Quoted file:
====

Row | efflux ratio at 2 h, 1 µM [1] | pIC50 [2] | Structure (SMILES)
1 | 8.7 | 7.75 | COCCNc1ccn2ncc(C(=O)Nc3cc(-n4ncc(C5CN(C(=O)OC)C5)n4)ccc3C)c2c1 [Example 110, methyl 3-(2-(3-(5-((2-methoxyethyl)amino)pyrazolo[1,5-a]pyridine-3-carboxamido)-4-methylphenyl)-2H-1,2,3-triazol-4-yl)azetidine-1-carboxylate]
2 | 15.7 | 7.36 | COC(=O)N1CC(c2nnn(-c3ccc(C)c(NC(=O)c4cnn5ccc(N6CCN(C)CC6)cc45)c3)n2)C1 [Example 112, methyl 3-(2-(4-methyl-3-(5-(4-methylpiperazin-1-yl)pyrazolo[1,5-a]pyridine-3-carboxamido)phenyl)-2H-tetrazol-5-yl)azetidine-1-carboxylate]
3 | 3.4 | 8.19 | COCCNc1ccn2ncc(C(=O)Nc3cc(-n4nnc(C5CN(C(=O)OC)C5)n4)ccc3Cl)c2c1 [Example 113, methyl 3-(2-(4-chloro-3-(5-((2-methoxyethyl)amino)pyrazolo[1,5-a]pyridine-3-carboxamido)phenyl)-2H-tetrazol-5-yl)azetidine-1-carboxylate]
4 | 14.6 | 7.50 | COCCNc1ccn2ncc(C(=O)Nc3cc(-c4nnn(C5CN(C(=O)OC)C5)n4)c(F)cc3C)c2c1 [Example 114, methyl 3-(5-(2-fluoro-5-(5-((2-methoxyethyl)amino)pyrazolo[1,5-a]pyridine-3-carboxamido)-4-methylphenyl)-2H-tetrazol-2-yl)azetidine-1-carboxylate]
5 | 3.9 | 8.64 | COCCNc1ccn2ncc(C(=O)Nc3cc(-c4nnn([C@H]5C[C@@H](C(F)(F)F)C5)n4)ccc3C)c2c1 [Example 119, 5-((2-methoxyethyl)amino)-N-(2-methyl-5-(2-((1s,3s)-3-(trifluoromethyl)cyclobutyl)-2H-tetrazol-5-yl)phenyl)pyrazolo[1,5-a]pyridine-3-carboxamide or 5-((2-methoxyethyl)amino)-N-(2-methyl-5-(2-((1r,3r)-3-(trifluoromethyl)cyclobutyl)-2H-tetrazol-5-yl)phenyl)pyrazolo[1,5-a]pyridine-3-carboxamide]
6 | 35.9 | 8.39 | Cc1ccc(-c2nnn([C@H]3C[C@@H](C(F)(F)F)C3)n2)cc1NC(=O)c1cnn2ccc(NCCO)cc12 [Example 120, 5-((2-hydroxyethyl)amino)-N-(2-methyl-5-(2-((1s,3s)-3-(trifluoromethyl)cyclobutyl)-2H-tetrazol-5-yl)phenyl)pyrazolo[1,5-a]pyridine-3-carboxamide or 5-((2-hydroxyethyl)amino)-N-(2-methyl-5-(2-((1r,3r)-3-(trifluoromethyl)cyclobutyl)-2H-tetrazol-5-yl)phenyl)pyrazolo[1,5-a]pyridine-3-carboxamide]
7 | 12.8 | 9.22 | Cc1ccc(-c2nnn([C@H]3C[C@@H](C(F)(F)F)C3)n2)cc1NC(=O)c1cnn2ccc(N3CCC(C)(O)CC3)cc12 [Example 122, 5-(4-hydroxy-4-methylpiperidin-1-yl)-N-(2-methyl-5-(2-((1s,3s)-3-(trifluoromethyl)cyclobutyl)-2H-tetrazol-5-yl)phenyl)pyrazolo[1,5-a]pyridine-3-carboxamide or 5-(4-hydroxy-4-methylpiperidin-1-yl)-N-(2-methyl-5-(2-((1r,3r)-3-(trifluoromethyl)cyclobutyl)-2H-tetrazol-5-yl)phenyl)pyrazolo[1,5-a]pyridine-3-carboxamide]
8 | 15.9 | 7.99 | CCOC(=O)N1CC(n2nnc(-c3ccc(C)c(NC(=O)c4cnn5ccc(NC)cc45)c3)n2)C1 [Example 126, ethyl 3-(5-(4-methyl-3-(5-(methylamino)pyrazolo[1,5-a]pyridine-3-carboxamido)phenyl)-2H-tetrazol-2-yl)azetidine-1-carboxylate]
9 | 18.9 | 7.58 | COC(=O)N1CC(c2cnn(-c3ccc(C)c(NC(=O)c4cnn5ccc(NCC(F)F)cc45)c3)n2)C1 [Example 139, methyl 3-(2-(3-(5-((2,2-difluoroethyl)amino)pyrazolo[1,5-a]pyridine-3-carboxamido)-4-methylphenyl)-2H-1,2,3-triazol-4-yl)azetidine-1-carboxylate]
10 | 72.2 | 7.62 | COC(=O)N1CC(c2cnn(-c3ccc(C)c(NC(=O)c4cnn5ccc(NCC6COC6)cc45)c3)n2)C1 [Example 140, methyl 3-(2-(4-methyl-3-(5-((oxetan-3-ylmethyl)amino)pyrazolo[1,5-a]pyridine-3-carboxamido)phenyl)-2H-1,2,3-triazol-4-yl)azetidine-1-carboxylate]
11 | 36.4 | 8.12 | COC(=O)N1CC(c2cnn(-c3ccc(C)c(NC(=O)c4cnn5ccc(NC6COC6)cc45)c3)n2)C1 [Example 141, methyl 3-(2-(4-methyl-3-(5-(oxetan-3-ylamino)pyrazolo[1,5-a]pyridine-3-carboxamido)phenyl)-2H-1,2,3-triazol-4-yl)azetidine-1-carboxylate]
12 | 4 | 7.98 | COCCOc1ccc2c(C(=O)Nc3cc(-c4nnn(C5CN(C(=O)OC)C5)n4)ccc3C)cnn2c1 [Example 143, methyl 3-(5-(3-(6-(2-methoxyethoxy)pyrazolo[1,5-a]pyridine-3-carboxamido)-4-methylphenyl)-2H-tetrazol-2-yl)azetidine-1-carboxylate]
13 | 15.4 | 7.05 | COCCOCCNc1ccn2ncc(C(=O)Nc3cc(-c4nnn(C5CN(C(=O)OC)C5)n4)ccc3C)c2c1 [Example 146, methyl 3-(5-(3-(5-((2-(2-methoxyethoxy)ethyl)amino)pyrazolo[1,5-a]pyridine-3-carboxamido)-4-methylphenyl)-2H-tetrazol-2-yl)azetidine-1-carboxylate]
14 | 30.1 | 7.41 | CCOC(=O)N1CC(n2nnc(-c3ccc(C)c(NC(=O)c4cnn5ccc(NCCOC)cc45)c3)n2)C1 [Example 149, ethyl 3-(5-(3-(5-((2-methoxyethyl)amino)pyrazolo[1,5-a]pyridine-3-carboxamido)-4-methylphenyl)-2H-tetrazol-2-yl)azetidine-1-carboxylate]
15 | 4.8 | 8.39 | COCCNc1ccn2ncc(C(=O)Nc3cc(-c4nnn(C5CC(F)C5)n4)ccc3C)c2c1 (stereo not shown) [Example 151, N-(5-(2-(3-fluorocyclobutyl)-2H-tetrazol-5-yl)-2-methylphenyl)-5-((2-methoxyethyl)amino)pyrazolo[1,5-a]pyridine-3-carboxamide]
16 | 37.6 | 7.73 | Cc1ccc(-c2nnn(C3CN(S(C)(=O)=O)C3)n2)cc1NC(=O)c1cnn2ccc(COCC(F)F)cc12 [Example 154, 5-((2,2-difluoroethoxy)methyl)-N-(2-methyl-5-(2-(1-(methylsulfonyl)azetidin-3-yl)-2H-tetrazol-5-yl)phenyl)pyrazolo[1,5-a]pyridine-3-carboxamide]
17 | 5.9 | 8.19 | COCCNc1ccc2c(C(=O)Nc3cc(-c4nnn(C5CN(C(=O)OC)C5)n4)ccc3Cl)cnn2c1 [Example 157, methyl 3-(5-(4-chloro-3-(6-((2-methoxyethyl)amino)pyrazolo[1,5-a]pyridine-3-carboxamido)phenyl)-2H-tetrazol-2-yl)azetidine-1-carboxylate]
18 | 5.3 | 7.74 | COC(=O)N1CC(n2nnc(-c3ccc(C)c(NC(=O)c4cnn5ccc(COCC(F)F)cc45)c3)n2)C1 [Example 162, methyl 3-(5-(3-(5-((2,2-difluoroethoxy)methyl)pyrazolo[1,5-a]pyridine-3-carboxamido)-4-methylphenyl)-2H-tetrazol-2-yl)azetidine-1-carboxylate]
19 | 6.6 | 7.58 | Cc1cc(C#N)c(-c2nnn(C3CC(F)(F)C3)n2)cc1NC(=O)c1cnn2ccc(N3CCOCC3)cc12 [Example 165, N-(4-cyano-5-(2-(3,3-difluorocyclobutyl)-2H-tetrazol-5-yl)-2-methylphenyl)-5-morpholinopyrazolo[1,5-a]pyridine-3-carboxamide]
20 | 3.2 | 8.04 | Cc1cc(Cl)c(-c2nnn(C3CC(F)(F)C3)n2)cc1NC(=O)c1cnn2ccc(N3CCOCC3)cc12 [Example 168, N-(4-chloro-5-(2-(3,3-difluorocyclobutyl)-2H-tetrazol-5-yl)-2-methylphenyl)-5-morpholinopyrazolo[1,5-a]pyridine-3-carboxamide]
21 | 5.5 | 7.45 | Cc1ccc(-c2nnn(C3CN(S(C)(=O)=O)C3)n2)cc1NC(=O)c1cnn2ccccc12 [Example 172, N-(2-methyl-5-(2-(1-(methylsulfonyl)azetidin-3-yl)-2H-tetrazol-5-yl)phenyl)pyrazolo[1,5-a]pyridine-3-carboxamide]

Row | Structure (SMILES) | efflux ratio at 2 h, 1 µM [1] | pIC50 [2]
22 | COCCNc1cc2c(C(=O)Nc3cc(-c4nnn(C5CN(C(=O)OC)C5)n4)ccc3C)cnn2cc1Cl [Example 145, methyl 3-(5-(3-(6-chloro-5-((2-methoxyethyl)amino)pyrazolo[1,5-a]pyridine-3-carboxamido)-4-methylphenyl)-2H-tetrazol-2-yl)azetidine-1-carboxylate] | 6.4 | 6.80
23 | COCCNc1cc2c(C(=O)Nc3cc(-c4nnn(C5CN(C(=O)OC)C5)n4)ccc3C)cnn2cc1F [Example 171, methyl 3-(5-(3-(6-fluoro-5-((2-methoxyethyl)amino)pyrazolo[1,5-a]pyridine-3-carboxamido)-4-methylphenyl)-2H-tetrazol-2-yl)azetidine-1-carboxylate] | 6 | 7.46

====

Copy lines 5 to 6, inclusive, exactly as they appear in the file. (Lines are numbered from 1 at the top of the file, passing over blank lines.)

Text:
4 | 14.6 | 7.50 | COCCNc1ccn2ncc(C(=O)Nc3cc(-c4nnn(C5CN(C(=O)OC)C5)n4)c(F)cc3C)c2c1 [Example 114, methyl 3-(5-(2-fluoro-5-(5-((2-methoxyethyl)amino)pyrazolo[1,5-a]pyridine-3-carboxamido)-4-methylphenyl)-2H-tetrazol-2-yl)azetidine-1-carboxylate]
5 | 3.9 | 8.64 | COCCNc1ccn2ncc(C(=O)Nc3cc(-c4nnn([C@H]5C[C@@H](C(F)(F)F)C5)n4)ccc3C)c2c1 [Example 119, 5-((2-methoxyethyl)amino)-N-(2-methyl-5-(2-((1s,3s)-3-(trifluoromethyl)cyclobutyl)-2H-tetrazol-5-yl)phenyl)pyrazolo[1,5-a]pyridine-3-carboxamide or 5-((2-methoxyethyl)amino)-N-(2-methyl-5-(2-((1r,3r)-3-(trifluoromethyl)cyclobutyl)-2H-tetrazol-5-yl)phenyl)pyrazolo[1,5-a]pyridine-3-carboxamide]